When God Winked. When most people retire, they're sent home with a gold watch and a bad bout of indigestion. Not Ron Jones. He puts on a play. After 30 years spent working at the Janet Pomeroy Center, a local organization that provides educational and vocational opportunities for people with disabilities, Jones -- who has also garnered respect over the years as a performer (Buddha Blues, Say Ray), Pulitzer Prize-nominated writer (The Wave, Kids Called Crazy), and Special Olympics basketball coach -- inaugurates the Marsh's new Berkeley space with his solo show When God Winked. Mixing video footage and live narrative, Jones chronicles the development of the Pomeroy Center from its humble beginnings in the early 1950s to its growth and struggle to provide adequate services in more recent cash-strapped, bureaucracy-heavy times. He is a charismatic, physical performer with an important story to tell. Yet for all the energy, good humor, and lyricism that he brings to the stage, the video footage is the production's greatest asset: A certain flabbiness of structure, characterization, and delivery in the live sections of the show almost makes one wish that When God Winked were a feature documentary. Through Sept. 16 at the Marsh Berkeley, 2120 Allston (at Shattuck), Berkeley. Tickets are $10-22; call 826-5750 or visit www.themarsh.org. (Chloe Veltman) Reviewed Sept. 7.
Who's Afraid of Virginia Woolf? Edward Albee's Who's Afraid of Virginia Woolf? did for the American theater in 1962 what Shelagh Delaney's A Taste of Honey did for its British equivalent just four years previously. Products of the postwar fracture of traditional family values and gender roles, both plays sent shock waves across their respective cultural landscapes and changed the face of theater forever. But while these days Delaney's play is considered a period piece and rarely performed, Actors Theatre's production (along with, of course, the recent highly lauded Broadway revival starring Bill Irwin and Kathleen Turner) proves Virginia Woolf to be as fresh today as it was when Albee wrote it. The caustically funny and darkly depraved drama takes place over the course of a booze-soaked night at the university-campus home of middle-aged history professor George (Christian Phillips) and his wife, Martha (Julia McNeal), as they play cat and mouse with each other and their newbie guests, the twentysomething biology professor Nick (Daniel Hart Donoghue) and his wife, Honey (Tara Donoghue). The claustrophobic atmosphere of Biz Duncan's living room set enhances the intensity of the couples' relentless "fun and games." Combining incisive, rhythmic direction by Keith Phillips and Kenneth Vandenberg with crisp performances by all four cast members (Tara Donoghue is especially pathetic and hilarious as the "thin-hipped" Honey), Actors Theatre's Virginia Woolf expertly mines the complex nature of marital relationships. Through Sept. 24 at the Actors Theatre, 533 Sutter (between Powell and Mason), S.F. Tickets are $10-30; call 296-9179 or visit www.actorstheatresf.org. (Chloe Veltman) Reviewed June 22.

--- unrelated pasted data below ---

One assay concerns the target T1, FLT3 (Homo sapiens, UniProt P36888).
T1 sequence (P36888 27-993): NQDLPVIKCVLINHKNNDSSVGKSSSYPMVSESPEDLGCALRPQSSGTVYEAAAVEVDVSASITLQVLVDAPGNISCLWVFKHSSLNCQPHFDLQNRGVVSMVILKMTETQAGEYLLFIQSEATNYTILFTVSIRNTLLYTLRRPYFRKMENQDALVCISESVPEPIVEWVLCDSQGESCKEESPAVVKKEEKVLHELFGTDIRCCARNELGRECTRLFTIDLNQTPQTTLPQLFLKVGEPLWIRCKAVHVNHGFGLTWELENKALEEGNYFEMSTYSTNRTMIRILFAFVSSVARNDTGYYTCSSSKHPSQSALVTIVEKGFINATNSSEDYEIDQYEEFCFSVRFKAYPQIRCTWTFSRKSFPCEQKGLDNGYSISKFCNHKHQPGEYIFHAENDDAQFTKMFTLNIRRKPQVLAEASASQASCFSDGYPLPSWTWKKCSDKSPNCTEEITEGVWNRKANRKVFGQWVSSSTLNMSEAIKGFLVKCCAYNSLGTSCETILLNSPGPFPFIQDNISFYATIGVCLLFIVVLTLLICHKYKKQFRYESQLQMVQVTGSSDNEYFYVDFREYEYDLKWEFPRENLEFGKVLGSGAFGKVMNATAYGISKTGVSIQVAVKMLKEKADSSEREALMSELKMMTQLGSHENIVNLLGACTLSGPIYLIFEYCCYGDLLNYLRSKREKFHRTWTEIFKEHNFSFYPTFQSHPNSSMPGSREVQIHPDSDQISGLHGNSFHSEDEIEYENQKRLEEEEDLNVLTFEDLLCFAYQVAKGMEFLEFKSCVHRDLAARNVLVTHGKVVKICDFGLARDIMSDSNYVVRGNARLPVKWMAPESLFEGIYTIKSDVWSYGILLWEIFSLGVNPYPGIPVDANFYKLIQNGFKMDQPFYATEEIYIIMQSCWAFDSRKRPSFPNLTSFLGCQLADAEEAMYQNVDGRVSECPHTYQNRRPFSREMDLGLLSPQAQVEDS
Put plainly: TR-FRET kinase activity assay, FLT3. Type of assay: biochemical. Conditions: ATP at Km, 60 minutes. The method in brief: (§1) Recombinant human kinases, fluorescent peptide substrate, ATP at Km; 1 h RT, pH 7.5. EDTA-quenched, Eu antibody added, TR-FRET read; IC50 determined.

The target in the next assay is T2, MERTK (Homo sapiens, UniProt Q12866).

Annie Golden Gate Theatre, 1 Taylor (at Market), 512-7770.
Are We Almost There? Shelton Theater, 533 Sutter (at Powell), 433-3040.
Bad Gays! Jon Sims Center for the Arts, 1519 Mission (at 11th St.), 554-0402.
BATS: Sunday Players Fort Mason, Bldg. B, Marina & Buchanan, 474-6776.
Beach Blanket Babylon Club Fugazi, 678 Green (at Powell), 421-4222.
Beyond Therapy Shelton Theater, 533 Sutter (at Powell), 433-3040.
Big City Improv Shelton Theater, 533 Sutter (at Powell), 433-3040.
"Blood Bucket Ballyhoo" The Hypnodrome, 575 10th St. (at Bryant), 248-1900.
Comedy Improv at Your Disposal Shelton Theater, 533 Sutter (at Powell), 510-595-5597.
The Crucible SF Playhouse, 536 Sutter (at Powell), 677-9596.
GayProv Off-Market Studio, 965 Mission (at Fifth St.), 896-6477.
Gemini Actors Theatre San Francisco, 533 Sutter (at Powell), 296-9179.
Goldfish John's Grill, 63 Ellis (at Powell), 986-0069.
"Here/Now: A Festival of Optimistic Voices" Project Artaud Theater, 450 Florida (at 17th St.), 626-4270.
The Las Vega-Nauts New Langton Arts, 1246 Folsom (at Eighth St.), 626-5416.
Love, Chaos & Dinner Pier 29, Embarcadero (at Battery), 273-1620.
Menopause the Musical Theatre 39 at Pier 39, 2 Beach (Beach & Embarcadero), 433-3939.
Monday Night Improv Jam Climate Theater, 285 Ninth St. (at Folsom), 364-1411.
Monday Night Marsh The Marsh, 1062 Valencia (at 22nd St.), 826-5750.
Much Ado About Nothing Presidio Parade Grounds, Lincoln & Montgomery, 865-4434.
Mumia Noh Space, 2840 Mariposa (at Florida), 621-7978.
Nicky Goes Goth La Val's Subterranean Theater, 1834 Euclid (at Hearst), Berkeley, 510-234-6046.
Odd Couple: Eat Cake in the Bathroom & School'd CounterPULSE, 1310 Mission Street (at Ninth St.), 626-2060.
Our Town Berkeley Repertory's Roda Theatre, 2015 Addison (at Shattuck), Berkeley, 510-647-2949.
Owners The Ashby Stage, 1901 Ashby (at MLK Jr.), Berkeley, 510-841-6500.
The Price Aurora Theatre, 2081 Addison (at Shattuck), Berkeley, 510-843-4822.
Private Lives Dean Lesher Regional Center for the Arts, 1601 Civic (at Locust), Walnut Creek, 925-943-7469.
Rodelinda War Memorial Opera House, 301 Van Ness (at Grove), 864-3330.
San Francisco Fringe Festival Multiple locations, multiple addresses within San Francisco, 673-3847.
Science on Stage: The Ice Breaker McBean Theater, 3601 Lyon (at Marina, in the Exploratorium), 397-5673.
Someone Who'll Watch Over Me Berkeley City Club, 2315 Durant (at Ellsworth), Berkeley, 510-843-4822.
Trailer Town The Marsh, 1062 Valencia (at 22nd St.), 826-5750.
What Mama Said About "Down There" Our Little Theater, 287 Ellis (at Taylor), 921-8234.